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Difference Between a Construction Lien and Judgment Lien

Now that contractors and suppliers are required to file preliminary notices in the State Construction Registry to have construction/mechanics lien rights, I am frequently asked by contractors who do service work or other work directly for owners, whether they should file a preliminary notice for every job.  Since many of these jobs are of relatively small value, the administrative costs of filing a preliminary notice for each job can be significant.  Therefore, one of the recommendations I make is to use the judgment lien process rather than the construction lien process. 

A judgment is different from a construction lien in that you don’t have a judgment lien until you get a court to enter a judgment against an individual.  Additionally, a judgment lien can be filed in any county in the state and can apply to all the property which a person owns in any county where the judgment lien is filed.  In contrast, the construction lien applies only to the specific piece of property where the work is done and cannot be used in any other counties.  Additionally, as indicated, to have a construction lien right you have to file a preliminary notice in the State Construction Registry.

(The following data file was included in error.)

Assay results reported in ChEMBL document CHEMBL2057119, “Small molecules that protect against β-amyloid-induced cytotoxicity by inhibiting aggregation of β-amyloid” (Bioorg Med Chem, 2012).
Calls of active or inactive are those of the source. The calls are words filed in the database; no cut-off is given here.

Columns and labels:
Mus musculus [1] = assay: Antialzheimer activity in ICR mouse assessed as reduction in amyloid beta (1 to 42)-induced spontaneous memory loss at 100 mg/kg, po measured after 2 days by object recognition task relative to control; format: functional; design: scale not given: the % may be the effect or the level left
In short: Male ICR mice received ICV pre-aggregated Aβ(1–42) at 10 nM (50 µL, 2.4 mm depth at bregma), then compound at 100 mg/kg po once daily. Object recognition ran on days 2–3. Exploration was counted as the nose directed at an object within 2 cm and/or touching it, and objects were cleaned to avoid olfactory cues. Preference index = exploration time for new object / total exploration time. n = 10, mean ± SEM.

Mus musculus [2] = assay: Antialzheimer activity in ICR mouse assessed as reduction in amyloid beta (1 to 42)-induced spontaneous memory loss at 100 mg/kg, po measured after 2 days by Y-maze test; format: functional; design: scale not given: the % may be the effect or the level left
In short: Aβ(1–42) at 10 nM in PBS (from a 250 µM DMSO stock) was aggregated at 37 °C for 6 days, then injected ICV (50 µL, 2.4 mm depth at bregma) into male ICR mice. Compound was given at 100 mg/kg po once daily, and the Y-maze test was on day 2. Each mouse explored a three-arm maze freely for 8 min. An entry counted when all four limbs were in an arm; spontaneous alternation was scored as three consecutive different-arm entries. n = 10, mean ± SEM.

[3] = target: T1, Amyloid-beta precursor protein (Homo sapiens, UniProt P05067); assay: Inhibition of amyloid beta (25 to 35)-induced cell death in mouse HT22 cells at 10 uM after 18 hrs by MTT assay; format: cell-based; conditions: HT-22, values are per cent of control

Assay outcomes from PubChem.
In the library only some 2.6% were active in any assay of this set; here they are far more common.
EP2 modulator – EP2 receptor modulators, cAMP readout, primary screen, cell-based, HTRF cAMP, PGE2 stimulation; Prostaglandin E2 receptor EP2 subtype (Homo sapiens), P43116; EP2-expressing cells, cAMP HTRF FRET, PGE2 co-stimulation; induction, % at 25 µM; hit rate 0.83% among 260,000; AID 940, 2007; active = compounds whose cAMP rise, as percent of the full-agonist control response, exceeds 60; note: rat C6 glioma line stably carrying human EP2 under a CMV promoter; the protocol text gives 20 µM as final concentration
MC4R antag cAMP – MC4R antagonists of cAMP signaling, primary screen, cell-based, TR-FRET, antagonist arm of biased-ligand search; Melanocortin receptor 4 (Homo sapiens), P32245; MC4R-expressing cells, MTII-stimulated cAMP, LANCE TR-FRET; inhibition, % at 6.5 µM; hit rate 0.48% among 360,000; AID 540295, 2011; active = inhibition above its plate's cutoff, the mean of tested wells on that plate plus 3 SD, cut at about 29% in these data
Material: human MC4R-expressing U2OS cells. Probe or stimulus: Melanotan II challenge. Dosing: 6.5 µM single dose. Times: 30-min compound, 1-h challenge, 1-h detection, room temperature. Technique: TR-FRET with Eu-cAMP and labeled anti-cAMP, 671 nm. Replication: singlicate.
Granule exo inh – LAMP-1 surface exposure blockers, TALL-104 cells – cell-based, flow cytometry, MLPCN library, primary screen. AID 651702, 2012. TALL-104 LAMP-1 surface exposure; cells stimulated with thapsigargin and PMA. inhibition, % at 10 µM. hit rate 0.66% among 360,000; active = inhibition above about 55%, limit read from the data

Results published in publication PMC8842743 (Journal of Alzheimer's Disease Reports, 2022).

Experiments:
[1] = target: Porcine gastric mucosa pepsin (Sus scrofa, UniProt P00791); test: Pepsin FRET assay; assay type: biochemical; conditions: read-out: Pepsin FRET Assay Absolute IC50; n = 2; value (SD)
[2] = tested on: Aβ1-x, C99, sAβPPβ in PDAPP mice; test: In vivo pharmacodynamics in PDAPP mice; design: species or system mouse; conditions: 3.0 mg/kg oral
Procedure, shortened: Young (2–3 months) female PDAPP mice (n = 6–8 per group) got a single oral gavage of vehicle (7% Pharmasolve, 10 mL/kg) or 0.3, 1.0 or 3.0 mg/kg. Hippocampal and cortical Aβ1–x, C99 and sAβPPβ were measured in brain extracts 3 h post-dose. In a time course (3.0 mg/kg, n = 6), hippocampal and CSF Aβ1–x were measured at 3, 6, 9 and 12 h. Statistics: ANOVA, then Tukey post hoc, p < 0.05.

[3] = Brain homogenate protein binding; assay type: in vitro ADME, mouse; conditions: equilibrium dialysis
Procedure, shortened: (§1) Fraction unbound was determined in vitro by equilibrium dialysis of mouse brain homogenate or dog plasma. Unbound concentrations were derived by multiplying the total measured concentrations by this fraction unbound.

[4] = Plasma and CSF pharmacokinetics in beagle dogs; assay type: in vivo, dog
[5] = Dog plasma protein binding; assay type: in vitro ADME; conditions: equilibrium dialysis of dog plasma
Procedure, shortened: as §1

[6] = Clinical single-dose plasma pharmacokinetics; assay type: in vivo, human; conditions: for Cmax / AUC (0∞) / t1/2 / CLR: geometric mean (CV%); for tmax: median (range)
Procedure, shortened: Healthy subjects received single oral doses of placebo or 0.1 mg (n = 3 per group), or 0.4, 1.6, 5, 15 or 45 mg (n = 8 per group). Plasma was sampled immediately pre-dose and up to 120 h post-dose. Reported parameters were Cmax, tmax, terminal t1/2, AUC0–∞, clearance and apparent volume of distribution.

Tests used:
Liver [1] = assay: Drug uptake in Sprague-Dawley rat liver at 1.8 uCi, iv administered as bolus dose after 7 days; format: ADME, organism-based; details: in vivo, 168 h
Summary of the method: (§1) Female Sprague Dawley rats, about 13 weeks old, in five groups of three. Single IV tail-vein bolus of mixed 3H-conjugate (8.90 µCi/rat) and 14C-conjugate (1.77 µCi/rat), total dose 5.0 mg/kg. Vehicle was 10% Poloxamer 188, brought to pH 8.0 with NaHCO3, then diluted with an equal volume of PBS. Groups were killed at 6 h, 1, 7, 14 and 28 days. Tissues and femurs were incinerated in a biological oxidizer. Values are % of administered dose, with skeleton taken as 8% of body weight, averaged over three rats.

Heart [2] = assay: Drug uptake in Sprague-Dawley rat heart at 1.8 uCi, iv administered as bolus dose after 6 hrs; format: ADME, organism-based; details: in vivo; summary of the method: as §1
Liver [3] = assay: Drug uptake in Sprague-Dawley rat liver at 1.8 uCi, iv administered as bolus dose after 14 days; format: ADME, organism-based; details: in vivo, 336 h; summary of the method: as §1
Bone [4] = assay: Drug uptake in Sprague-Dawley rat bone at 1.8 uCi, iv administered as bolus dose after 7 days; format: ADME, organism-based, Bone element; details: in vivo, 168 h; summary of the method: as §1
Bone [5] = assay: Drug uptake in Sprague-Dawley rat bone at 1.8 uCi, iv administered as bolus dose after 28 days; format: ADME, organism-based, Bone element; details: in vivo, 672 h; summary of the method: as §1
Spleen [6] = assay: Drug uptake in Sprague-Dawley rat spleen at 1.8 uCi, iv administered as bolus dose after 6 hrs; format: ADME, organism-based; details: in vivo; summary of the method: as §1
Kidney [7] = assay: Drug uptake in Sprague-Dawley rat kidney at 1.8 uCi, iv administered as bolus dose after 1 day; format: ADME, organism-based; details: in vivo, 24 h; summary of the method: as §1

Therefore, in circumstances where you are working directly for the property owner a judgment lien can often be a simpler and better tool than the construction lien.  In circumstances where your work is less than $10,000.00 you can get a judgment lien by filing a claim in small claims court and proceeding against the owner there.  Once you have a judgment against the owner, then you obtain a certified copy of the judgment, attach it to a judgment information statement and record it in the county where the owner has the property.  If you know or have reason to believe that the owner has property in other counties, then you can record the lien in those counties to get liens against that property as well. 

One thing to keep in mind is that when you get the judgment, it’s important that the name on the judgment be the same name as the owner of the property.  If property is in the name of a corporation and you sue an individual, then you would be able to get a lien against property owned by that individual but not their corporation. 

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